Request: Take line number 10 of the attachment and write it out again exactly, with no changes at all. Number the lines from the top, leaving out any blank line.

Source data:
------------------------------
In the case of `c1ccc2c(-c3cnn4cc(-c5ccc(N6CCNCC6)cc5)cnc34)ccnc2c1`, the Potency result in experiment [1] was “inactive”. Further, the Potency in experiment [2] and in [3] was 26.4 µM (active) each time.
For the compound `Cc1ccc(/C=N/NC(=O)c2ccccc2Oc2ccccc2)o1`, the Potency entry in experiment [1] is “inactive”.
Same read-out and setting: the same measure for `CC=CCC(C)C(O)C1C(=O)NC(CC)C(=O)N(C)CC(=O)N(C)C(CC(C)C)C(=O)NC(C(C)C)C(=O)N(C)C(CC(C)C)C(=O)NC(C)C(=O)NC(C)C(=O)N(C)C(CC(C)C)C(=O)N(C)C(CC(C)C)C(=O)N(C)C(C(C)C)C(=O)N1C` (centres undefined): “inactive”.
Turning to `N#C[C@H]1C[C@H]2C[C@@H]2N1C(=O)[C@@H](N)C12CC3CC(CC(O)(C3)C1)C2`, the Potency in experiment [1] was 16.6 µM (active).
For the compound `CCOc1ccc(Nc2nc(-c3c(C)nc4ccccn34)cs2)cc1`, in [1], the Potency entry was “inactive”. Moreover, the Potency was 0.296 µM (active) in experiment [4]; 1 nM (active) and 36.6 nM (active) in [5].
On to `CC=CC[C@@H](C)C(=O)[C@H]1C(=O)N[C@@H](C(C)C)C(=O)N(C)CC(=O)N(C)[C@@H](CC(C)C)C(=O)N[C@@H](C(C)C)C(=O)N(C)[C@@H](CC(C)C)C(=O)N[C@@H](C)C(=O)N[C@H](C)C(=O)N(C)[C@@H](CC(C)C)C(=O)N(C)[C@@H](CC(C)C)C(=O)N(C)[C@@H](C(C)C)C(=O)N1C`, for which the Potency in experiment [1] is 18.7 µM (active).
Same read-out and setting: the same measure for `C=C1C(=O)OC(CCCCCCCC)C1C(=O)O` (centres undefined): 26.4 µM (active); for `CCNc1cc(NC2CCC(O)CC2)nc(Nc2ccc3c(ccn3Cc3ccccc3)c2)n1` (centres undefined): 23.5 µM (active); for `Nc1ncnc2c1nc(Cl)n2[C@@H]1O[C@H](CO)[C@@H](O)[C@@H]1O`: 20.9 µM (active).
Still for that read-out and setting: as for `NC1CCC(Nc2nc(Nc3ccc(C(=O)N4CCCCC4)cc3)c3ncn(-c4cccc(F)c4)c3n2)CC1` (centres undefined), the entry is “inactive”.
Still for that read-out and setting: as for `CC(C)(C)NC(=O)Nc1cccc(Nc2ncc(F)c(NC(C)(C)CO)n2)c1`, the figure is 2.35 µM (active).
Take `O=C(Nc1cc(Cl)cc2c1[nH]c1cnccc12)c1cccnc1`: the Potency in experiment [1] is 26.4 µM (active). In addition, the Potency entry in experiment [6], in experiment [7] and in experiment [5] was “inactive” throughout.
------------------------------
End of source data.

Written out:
Take `O=C(Nc1cc(Cl)cc2c1[nH]c1cnccc12)c1cccnc1`: the Potency in experiment [1] is 26.4 µM (active). In addition, the Potency entry in experiment [6], in experiment [7] and in experiment [5] was “inactive” throughout.